Emollient Eicosonoids

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Science  16 Apr 2004:
Vol. 304, Issue 5669, pp. 363
DOI: 10.1126/science.304.5669.363b

Cystic fibrosis (CF) is an inherited condition that causes progressive lung disease. Although functionally deleterious mutations in the chloride ion transporter CFTR have been identified in CF patients, the sodium and chloride concentrations in their airway surface fluid can be normal, indicating that faulty ion transport is not the whole story.

Karp et al. suggest that anti-inflammatory lipids called lipoxins may link CFTR mutations to CF pathogenesis in the lung. Lipoxins are synthesized by airway epithelial cells and neutrophils in response to infection and are crucial mediators of inflammatory response maturation. Many CF patients suffer from chronic bacterial infections and inflammation. Lipoxins inhibit the acute neutrophil response and also activate macrophages during the second phase of bacterial clearance. In CF patients, however, lipoxin levels in airway fluid are reduced, which may allow excessive neutrophil-mediated damage of the epithelium and subsequent bacterial proliferation. In a mouse model of chronic airway infection, treatment with a lipoxin analog inhibited neutrophil accumulation and decreased bacterial burden in the lungs. As for the link between lipoxin and CFTR, eicosonoid metabolism in epithelial cells may be affected by electrolyte or pH, as decreased expression of lipoxygenases was observed in mice expressing a mutated form of CFTR. — LDC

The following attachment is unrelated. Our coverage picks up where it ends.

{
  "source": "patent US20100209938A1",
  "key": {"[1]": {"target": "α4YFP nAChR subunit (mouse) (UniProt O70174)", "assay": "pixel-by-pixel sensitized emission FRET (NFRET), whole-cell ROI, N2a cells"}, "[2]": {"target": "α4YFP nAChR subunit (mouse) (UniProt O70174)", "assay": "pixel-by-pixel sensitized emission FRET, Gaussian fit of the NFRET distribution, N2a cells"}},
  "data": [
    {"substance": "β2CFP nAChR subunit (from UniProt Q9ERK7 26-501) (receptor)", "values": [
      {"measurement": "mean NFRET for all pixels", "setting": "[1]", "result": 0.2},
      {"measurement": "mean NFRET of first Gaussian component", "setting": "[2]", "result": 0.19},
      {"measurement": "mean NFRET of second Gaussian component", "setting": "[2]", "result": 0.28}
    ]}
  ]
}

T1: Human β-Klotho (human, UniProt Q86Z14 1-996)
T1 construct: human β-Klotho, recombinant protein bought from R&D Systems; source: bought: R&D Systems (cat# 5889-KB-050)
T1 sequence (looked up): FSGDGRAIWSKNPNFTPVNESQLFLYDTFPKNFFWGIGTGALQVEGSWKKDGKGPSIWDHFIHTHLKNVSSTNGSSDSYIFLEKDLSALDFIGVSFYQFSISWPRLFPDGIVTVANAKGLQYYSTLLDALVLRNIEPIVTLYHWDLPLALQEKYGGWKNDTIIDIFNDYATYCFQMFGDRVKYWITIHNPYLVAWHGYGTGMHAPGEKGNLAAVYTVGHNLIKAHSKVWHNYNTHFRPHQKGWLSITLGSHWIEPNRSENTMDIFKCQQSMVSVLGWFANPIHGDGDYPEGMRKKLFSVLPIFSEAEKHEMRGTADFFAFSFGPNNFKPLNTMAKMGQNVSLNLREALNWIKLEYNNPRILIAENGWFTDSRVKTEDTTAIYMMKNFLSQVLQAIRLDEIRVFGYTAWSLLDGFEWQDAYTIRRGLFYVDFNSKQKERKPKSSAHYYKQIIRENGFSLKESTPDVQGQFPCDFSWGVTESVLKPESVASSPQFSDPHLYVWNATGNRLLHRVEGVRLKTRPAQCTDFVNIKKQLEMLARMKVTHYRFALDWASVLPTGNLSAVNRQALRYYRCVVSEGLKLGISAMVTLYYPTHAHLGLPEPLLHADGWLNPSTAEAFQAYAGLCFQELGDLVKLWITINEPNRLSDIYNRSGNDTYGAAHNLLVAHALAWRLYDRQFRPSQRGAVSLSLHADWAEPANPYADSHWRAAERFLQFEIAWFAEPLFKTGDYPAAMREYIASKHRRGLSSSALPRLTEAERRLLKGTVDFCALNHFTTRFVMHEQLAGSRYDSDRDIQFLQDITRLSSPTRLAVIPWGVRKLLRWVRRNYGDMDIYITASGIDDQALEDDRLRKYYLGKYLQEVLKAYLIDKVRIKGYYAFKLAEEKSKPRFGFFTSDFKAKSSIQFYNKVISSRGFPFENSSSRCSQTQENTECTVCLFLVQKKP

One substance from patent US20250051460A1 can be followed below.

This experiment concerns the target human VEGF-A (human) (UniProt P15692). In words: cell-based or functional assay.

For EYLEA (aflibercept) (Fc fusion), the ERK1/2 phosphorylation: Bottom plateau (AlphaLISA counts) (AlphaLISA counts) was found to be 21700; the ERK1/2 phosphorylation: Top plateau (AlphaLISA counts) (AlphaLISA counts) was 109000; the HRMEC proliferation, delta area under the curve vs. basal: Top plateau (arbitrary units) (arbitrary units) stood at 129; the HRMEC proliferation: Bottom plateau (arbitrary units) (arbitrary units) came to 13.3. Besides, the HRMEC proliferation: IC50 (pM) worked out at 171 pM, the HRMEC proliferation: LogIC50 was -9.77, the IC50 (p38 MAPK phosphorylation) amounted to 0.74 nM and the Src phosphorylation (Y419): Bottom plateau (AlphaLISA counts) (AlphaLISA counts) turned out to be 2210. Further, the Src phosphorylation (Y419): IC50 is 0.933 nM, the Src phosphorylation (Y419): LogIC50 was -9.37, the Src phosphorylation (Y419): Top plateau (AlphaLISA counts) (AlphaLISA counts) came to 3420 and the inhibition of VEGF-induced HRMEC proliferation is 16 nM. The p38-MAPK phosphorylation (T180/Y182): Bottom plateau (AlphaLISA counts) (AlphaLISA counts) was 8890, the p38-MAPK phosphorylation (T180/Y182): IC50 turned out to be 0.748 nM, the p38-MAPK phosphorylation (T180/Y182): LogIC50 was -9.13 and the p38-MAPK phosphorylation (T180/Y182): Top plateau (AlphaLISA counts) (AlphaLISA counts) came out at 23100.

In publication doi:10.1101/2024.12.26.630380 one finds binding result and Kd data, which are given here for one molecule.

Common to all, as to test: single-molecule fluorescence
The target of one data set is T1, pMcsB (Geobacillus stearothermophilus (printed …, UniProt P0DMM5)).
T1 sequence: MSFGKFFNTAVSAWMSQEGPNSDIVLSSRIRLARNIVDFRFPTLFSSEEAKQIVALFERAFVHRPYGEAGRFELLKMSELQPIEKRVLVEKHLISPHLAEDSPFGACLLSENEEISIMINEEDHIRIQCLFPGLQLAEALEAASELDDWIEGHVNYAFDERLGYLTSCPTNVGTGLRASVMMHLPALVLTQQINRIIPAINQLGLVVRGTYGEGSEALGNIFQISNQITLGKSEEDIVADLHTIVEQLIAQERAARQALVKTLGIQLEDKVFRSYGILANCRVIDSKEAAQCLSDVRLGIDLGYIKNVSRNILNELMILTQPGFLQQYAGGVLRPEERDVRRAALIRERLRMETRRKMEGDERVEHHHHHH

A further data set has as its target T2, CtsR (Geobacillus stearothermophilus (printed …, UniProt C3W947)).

Nature Immunol. 5, 388 (2004).

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